Tonearm Reviews

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Michael Fremer Posted: Feb 26, 1998 0 comments
When Bob Graham introduced his 1.5 tonearm at the end of the 1980s, many thought he was dreaming: Vinyl was going the way of the console radio—who would invest two-grand-plus in a tonearm? But there was a method to Graham's madness—he'd designed his arm to be a drop-in replacement for more than 20 years' worth of SME arms, all of which shared the same mounting platform. Perhaps, in his wildest dreams, Graham had already envisioned the current "analog revival"—but even without it, he figured there'd be a robust replacement market, and he was poised to exploit it with what he thought was a superior product.
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Michael Fremer Posted: Oct 03, 2004 Published: May 01, 1997 0 comments
If the sole criterion for choosing a winner in today's hotly contested premium arms race was original thinking, the Immedia RPM-2 might well come out on top. While some of its design details resemble those found on other products, in many significant areas the arm is unique—not for uniqueness's sake, but in order to efficiently implement some clearly considered goals. If the unipivot RPM-2 bears a resemblance to any other contemporary arm, it is Naim's highly regarded ARO—which I've never heard. The similarity, though, would appear to be superficial.
Wes Phillips Posted: Feb 09, 1996 0 comments
Stuff that works, stuff that holds up/
The kind of stuff you don't hang on the wall/
Stuff that's real, stuff you feel/
The kind of stuff you reach for when you fall.
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Markus Sauer Posted: Jun 05, 1995 Published: Jun 05, 1993 0 comments
When I was visiting Santa Fe last Easter (footnote 1), one of the subjects I raised with JA was Naim's ARO tonearm. This unique unipivot design has languished in Class K of Stereophile's "Recommended Components" listing for far too long. JA explained that the regular reviewers have quite enough to do, thank you, just keeping up with speakers, electronics, and especially digital. The esteemed Martin Colloms is happily using an ARO on his Linn Sondek, and wrote a review for the English magazine Hi-Fi News & Record Review in May 1991, but since there is a very small but nevertheless vociferous overlap in US readership between the two magazines, it is Stereophile policy not to have two reviews by the same reviewer of a given piece of gear.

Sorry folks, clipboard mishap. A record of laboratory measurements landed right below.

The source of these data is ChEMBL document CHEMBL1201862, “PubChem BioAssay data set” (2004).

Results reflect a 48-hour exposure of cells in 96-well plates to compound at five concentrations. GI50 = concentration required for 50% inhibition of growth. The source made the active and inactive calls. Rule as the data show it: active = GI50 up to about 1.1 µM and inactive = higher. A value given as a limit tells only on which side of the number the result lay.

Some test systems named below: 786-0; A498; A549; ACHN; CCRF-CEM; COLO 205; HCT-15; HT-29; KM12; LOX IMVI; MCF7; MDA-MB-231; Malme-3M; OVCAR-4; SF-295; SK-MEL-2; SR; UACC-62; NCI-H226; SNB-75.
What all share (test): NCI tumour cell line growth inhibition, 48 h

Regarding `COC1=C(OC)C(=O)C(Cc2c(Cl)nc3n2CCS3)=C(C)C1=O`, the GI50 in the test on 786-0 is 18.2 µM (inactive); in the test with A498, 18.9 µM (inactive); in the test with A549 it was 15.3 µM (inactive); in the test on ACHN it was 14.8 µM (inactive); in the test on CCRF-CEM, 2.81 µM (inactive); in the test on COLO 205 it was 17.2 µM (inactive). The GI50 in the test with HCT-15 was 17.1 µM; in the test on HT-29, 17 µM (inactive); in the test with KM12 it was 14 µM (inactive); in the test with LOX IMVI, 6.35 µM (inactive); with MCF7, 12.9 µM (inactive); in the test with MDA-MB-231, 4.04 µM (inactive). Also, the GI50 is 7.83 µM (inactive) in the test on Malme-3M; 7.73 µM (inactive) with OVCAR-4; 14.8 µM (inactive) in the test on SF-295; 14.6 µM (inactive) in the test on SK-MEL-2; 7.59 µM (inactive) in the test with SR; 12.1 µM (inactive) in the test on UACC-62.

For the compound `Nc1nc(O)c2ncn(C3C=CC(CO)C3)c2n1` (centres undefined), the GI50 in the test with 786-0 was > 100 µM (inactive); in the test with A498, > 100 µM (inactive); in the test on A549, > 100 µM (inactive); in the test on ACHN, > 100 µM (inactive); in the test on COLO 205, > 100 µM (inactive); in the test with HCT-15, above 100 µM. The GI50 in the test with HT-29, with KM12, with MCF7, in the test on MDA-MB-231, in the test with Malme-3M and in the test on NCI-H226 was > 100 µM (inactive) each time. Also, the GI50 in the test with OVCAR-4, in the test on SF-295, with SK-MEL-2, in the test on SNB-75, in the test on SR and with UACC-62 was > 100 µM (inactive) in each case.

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Dick Olsher Posted: Mar 26, 1995 Published: Mar 26, 1991 0 comments
Frankly, I'm fed up with the prophets of doom, those false seers who forecast vinyl's imminent demise. Some claim to have seen the writing on the wall as far back as ten years ago, sensing that the advent of the CD would perforce relegate the stylus-in-groove method of transduction to the trashpile of history. First of all, most of the music I enjoy happens to be on LP. And I'm sure I speak for many audiophiles who have also spent a lifetime building up a vinyl collection when I say we're not about to throw away our cherished treasuries of music. These LPs I expect to enjoy until the end of my time. Thus, I welcome any phono-system technological advance that will recover more information from the groove.
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John Atkinson Posted: Apr 19, 1995 Published: Apr 19, 1989 0 comments
"Tonearm?" muttered John Crabbe, my erstwhile editor at Hi-Fi News & Record Review, as he bent over my shoulder some 12 years ago to see what I was writing about. "A tonearm belongs on an acoustic gramophone—you should use the term 'pickup arm,' which doesn't suggest that the arm has a sound of its own."